Friday, December 26, 2014

Autism Spectrum Disorders by Ana Maria Rodriguez

 Written for USA Today's readership, this book scans at  perhaps a middle school reading level, but that works out well, as I was really only interested in getting a basic picture of the subject of ASD, or Autism Spectrum Disorders, diagnoses of which seem to have grown in leaps and bounds over the last few decades. The book explains that this phenomenon isn't a symptom of greater incidence of the affliction, but rather of an expanded definition and acceptance of a wider suite of symptoms by psychological authorities.

"In fact, the majority of the scientific community agrees that no autism epidemic exists. Expert Dr. Eric Fombonne at McGill University in Canada has worked in several autism prevalence studies. Frombone says that one of the main factors behind the rise in the number of case is that the medical definition of ASD has expanded over the years."

At the most severe end of the spectrum is classical autism, while various shades of Asperger's Syndrome are at the less disabling end.

"People with an autism disorder in any degree of its severity have developed a mind that works differently than most people's minds. In consequence, they do not see the world, learn from the world, and think and act in the world in the same way most people do."

To be diagnosed with ASD,

"an individual must show some mild to severe impairment in all three of the following areas: 1) Communication, 2) socialization, and 3) repetitive behaviors and restricted interests."

Sounds a great deal like the guest list of a typical party in my best friend's basement in the 70s.

There are some peripheral symptoms which also may occur:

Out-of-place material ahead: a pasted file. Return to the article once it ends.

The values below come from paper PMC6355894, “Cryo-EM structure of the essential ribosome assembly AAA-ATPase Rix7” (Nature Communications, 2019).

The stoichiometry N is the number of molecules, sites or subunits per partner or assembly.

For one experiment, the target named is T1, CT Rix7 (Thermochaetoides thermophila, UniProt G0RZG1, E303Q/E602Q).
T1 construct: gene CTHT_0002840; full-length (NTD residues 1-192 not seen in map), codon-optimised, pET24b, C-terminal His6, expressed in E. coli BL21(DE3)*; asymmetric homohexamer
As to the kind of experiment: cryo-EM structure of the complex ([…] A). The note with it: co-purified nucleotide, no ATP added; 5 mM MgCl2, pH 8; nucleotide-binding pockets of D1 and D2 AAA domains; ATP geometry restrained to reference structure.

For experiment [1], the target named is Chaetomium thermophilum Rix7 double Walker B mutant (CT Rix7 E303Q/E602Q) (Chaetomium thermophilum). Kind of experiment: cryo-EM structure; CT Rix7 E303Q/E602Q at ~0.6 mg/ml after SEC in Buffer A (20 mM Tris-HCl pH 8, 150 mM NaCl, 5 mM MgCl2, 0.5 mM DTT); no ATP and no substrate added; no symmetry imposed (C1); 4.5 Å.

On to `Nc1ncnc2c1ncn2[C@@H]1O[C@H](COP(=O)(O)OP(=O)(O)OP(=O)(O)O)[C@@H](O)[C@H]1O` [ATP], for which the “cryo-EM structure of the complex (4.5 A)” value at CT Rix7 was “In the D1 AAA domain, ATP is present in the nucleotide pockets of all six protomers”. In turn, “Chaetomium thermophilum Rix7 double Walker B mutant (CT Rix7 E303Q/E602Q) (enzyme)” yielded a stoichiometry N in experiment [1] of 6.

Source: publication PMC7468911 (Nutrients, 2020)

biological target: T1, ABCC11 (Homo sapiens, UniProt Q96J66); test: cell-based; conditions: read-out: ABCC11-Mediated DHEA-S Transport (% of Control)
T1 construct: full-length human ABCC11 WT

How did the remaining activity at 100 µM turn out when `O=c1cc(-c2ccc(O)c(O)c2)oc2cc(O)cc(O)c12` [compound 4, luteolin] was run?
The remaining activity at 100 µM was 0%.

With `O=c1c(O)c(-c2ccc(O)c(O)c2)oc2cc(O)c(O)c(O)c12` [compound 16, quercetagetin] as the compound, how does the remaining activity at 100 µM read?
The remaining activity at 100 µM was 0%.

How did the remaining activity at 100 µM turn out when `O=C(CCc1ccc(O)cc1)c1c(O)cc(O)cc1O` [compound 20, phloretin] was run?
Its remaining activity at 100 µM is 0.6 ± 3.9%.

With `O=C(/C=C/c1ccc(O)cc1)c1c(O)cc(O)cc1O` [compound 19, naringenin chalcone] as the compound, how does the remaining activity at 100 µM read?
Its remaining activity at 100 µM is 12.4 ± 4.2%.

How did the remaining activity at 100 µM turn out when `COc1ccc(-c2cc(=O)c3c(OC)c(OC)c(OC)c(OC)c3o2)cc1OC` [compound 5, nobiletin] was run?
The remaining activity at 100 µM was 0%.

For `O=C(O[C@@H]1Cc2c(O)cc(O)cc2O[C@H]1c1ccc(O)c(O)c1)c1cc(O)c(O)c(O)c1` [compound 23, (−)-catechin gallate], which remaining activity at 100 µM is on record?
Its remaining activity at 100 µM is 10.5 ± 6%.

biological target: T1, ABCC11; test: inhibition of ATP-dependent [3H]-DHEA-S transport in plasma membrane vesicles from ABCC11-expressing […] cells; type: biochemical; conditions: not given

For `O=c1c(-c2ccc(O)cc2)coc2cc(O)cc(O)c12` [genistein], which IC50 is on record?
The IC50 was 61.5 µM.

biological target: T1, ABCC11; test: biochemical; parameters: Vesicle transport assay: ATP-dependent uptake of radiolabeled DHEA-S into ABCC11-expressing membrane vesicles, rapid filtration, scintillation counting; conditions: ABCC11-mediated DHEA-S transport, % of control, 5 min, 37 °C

"...25 percent of people with ASD also have developmental delays. present in nearly one-third of individuals with ASD. Other conditions associated with ASD include digestive problems, immune problems, and a reduced ability of the liver to eliminate toxins."

Autism was first identified as a psychological disease in the 1940s by Leo Kanner, who worked with children at Johns Hopkins. In 1944, Hans Asperger published a report about what became known as Asperger's syndrome, but it wasn't widely available in the U.S. until it was translated from German in 1981 (coincidentally the start of the "epidemic"). The main difference between Kanner's autistic children and Asperger's children was that Kanner's children "either lacked speech or had an unusual way of using it, such as reversing pronouns or echolalia (repeating back what others have said to them without understanding the meaning)."

Autism affects more boys than girls.

A very rare condition called Savant Syndrome is sometimes associated with autism, as depicted by Dustin Hoffman's character Raymond in Rain Man.

Lots of good information here for people who suspect their children might be affected by ASD on getting diagnoses and treatment. My interest was more one of casual curiosity.

ASD appears to be genetically caused, and linked to differences in the development of the brain in children, especially in the amygdala, which in children with ASD grow faster but have significantly fewer neurons than in normal children. Other areas in the cerebellum may also be affected.

"When people without ASD perform this task (shape recognition) a particular group of neurons on the cortex fires an electrical signal at the same time. Researchers record this brain electrical activity as a gamma band (a pattern of brain waves) in an EEG.

As people practice a task, they get better at it. And when they get better at it, the brain activity changes. The gamma band in their EEG becomes smaller. This shows that fewer specialized neurons have become involved in distinguishing between shapes. The brain becomes more efficient at finishing the task.

In people with ASD...the gamma bands do not get small as the tasks are practiced. Instead, the bands stay the same."

An interesting new term I just picked up here - theory of mind.

"The awareness that other people have beliefs and desires different from our own has been called theory of mind...refers to a cognitive process that allows people to understand someone else's perspective, or point of view."

Many teens with autism lack the theory of mind.

Researchers have proven that autism is primarily genetic, with some environmental factors that contribute. The idea that vaccinations cause autism has been pretty thoroughly debunked, shrill celebrity advocates of the theory notwithstanding.

A good book to read for a layman's perspective on ASD. Quick and easy to follow.

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